Getting on the Google Nexus Q train

At Google I/O last week we saw several new things unveiled such as the Google Nexus 7 tablet and the Android 4.1 Jelly Bean operating system but we haven’t yet paid a lot of attention, apart from some basic facts, to the Nexus Q, a social streaming media player. We’ll look at it a bit more today and ask if you’ll be getting on the Google Nexus Q train?

To a certain extent that is limited by where you live as the Google Nexus Q is being launched in the U.S but not so far in the U.K. The Nexus Q will be capable of streaming users’ content from Google Play with HD movies, TV shows and music direct from the cloud. If you want to view a couple of videos about how Nexus Q works and an introduction then head to our previous report here. The Nexus Q is scheduled for shipping in two to three weeks in the US and is priced at $299. It can be ordered through the Google Play store here where you can also sign up to be notified when it becomes available.

Some specs and features of the Google Nexus Q include an OMAP4460 dual-core processor and SGX540 graphics, 1GB of RAM, 16GB of NAND flash memory, 802.11 b/g/n Wi-Fi, Bluetooth, NFC, Micro HDMI and all running on Android 4.0 Ice Cream Sandwich. It measures 4.6-inches in diameter, weighs in at 2 pounds and has a satin touch coating.

The arrival of the Nexus Q may be more significant than first realized as a report on The Verge tells how it is being made in the USA, a real talking point given the ongoing ethical debates about some overseas manufacturing and also the state of the American job market. Google could have pulled a real cat out of the bag by sourcing the Nexus Q close to home and it’s known that they are being manufactured in San Jose, California.

By being one of the first companies to stick with the US for the manufacture of its first self-built consumer device, Google could benefit from the feel-good factor that this could instill in many people, where people once again care how their goods are made and about the people who make them. However labor costs are more in the US and of course some people are already complaining about the Nexus Q’s $300 price tag so Google is taking a risk in some ways with its stance on US manufacturing. We really hope this risk pays off for Google. As The Verge points out, Google is proud of this move and rightly so.

If you want to find out more about the Nexus Q then head to this Google page which shows all of its capabilities and features. One more point of interest has been reported in another Verge article and that is a Google Nexus Q Magic 8-Ball Easter egg. Google is renowned for its Easter egg surprises and we learn that once you’ve splashed the cash and hooked up your home entertainment system then a special Magic 8-Ball mode can be conjured up by rapidly tapping the Nexus Q image.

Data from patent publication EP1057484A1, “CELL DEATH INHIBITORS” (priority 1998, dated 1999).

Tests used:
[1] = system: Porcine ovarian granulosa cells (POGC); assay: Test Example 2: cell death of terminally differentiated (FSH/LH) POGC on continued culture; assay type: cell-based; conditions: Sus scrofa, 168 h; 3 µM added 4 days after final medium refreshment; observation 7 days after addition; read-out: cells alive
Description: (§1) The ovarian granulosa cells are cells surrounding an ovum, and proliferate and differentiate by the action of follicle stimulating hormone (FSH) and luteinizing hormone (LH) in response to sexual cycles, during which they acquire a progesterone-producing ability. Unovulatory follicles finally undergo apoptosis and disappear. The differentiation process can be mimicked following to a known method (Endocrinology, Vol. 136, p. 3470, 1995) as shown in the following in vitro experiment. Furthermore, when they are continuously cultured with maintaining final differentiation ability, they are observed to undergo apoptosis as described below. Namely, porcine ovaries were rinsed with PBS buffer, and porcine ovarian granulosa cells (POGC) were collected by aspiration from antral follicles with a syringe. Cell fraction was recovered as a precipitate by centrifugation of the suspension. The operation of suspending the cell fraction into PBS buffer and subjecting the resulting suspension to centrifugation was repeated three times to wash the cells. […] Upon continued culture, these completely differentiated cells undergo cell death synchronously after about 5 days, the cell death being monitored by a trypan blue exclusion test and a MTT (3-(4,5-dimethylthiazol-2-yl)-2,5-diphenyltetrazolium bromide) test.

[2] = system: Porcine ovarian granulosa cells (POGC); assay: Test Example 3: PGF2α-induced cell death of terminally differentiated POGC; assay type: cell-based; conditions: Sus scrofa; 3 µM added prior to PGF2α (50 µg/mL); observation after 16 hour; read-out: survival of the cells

We’re interested in hearing your thoughts on the Nexus Q. If you are in the UK would you be interested in this device if it ever became available? If you’re in the US are you tempted to purchase the Nexus Q even with that $300 price tag? Maybe you think it’s worth the money to encourage more manufacturing in the US? Let us know with your comments.


2 thoughts on “Getting on the Google Nexus Q train”

  1. I was looking at this because I thought, hey, a cool black American-made orb thingy that can be my media server! I was hoping it might replace my aging Mac Mini that’s currently being used for that purpose.  Now, the Mac was way more than $300 so let’s not even worry about the price of this orb any more, the price is fine. Let’s talk functionality.

    Right now, it seems to me that the device is hampered by the small size
    of the ecosystem it lives in — it doesn’t do Netflix, doesn’t connect
    to iOS devices, and so forth.  As a current resident of Apple’s ecosystem, I’d love iOS capability, but I understand — Google wants a way to rip me out of Apple’s clutches.  And if they keep making stuff in the USA, I just might have to jump ship for that reason alone. Call me quixotic, but I want to support that business model. Give me an American-built Android phone, and I’ll buy both devices tomorrow.

    This in spite of the fact that the orb doesn’t yet (I hope) support Netflix, which is a pretty important function.  No Hulu support.  Most shockingly, it doesn’t support Google TV.  C’mon, guys, always support YOUR OWN ecosystem. That’s how you get people to switch, for crying out loud.  And an iPhone app wouldn’t hurt, as far as getting the camel’s nose into Apple customers’ tents.

    I can deal with the limitations in music, and the need to upload my entire library into Google’s music thingamajig.  I’m not screaming to leave iTunes or anything, but I can be pulled away for the sake of sheer patriotic fervor.

    But at the end of the day, I think we have a device that hasn’t reached its potential yet. This should be a screaming breakthrough of a device, a full function media handler that can stream your movies for you and play your tunes and do it all from your phone. That’s what it’s marketed as. The hardware is certainly capable of it. As soon as they bring its compatibility forward a bit, such that it plays nice with other devices and works with major content services, this will be a real winner.

    I’m hoping they do make the needed improvements. No compatibility, no sale.

  2. Vanquisher says:

    If the Nexus Q will not sell, it’s because of the $299 price.  Perhaps one of the biggest reasons it’s priced at $299 is BECAUSE it was manufactured in California, U.S.A which happens to be bastion of higher taxes and powerful labor unions. 

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